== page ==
Speaking to Zaman al-Wasl following his reelection as president of the Syrian opposition's National Coalition, Khaled Khoja highlights his future agenda, highlighting regional developments and the importance of a unified military command in light of the country’s ongoing conflict.
Zaman al-Wasl: What have you achieved in your first presidency for the Coalition, and what are planning for the second one?
Khaled Khoja: The first goal of the first presidency was to achieve the unity and strength of the Coalition, which was shown in the latest election as there was only two nominees and I have had 59 votes out of 99, while I got 56 votes out of 107 in the first election. More blocs voted in the second election as well.
The second important goal of the first – and the second term of my presidency – is to restore the Coalition's importance in the eyes of the international community and Syrian people.
We have visited many countries and most of them were good, but still we have not had significant outcomes, as we are still in the stage of building up. There are many indicators to the success of the Coalition, as we started to see the interest of the international community within the National Coalition, and the supporting countries have the same attitudes of the Coalition. We managed to regain the support from some supporting countries.
In regards to the relations with community inside Syria, we have started opening channels of communications with the institutions of the civil community and military formations, we have had many meetings with them and we touched on changes in the attitudes of the Islamic formation inside Syria.
I can say that the fighting groups, including the Islamic formations, are now ready to accept the idea of a national army and to accept that Syrian identity has the highest priority.
ZW: At the moment there is no military council, when do you think you will finish deliberations regarding the alternative?
KK: When the National Coalition and the military council were formed there were five fronts (Southern, Northern, Eastern, Coastal and Central), now the Eastern Front is under ISIS control, while the Central Front is under siege, we are now trying to find reform the Northern Front and connect it to the Southern one under the same leadership. However, with the latest developments and war against terrorism in northern Syria and the clearing of areas from ISIS members, I think the priority now is for the united military leadership and forming the base for the national army.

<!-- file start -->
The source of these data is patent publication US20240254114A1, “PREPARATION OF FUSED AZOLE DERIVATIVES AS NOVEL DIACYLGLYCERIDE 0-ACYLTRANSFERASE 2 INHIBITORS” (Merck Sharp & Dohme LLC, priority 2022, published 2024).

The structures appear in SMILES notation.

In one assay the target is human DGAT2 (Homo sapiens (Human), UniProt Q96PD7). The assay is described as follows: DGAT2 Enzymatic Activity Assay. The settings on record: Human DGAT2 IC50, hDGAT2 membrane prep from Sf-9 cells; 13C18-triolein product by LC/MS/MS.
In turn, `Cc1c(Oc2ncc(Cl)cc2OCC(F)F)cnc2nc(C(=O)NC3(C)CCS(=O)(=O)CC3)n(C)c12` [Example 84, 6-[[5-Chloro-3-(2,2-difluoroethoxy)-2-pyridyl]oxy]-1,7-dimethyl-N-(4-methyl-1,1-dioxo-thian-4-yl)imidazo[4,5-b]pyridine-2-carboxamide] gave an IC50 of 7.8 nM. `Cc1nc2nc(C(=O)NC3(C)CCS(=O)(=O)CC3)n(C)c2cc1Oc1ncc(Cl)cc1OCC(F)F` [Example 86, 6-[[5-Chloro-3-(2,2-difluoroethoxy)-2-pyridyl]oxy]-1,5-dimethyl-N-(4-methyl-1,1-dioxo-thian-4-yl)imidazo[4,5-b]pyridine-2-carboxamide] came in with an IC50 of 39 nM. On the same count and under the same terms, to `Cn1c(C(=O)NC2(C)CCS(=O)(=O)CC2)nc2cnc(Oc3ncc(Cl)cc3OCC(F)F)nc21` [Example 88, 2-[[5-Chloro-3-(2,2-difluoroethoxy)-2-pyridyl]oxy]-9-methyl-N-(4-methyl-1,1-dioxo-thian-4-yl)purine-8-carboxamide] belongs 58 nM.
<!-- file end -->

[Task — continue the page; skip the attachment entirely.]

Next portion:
ZW: What is the real situation regarding the government, some say that it has become a burden, what do you think?
KK: There were many meetings with the interim prime minister, Ahmed Tomeh, now we concentrate on three ministries (Services and infrastructure, Ministry of Health and Ministry of Education). We need to get benefits from the recent situation in northern Syria to help the government’s ministries to enter Syria, but that needs an army to protect the government and the local directorates. In regards to the work of other ministries, the local councils can do it. I think if the interim government managed to enter the country, the support would increase; half of the support that comes to the Coalition goes to cities under siege.
ZW: Staffan de Mistura says the current time is not suitable for a third Geneva conference, what do you think?
KK: I think that the report de Mistura handed to the Security Council was not fair when he put the revolutionary formations on the same side of the regime. In Geneva II, we announced that we were ready to discuss all Geneva I points, but the Syrian regime refused. We told de Mistura that there is no problem for the opposition to attend the Geneva conference, but the real problem is finding a force to bring the Syrian regime to the negotiations. He had no answer.
We really want a political solution, but the problem is in the international community as it is not able or does not want to bring the Syrian regime to negotiations, despite the decision (2118) which mentions using force against the side that refuses the political solution.
ZW: For some time now, we have not seen any meetings between the Friends of Syrian People Group, have they become bored?
KK: One of the mistakes toward the Syrian revolution was forming a group of Syrian people’s friends without finding real friends, it was clear that the attitudes of some countries within the group were not in the best interests of the Syrian people. When they blamed the opposition for its internal disagreements they reflected the divide among them. From our side, the opposition was clear in its demands to overthrow the Syrian regime and found a democratic alternative that secures rights of minorities without any exclusion. When the differences among the group’s countries increased, they were not able to continue.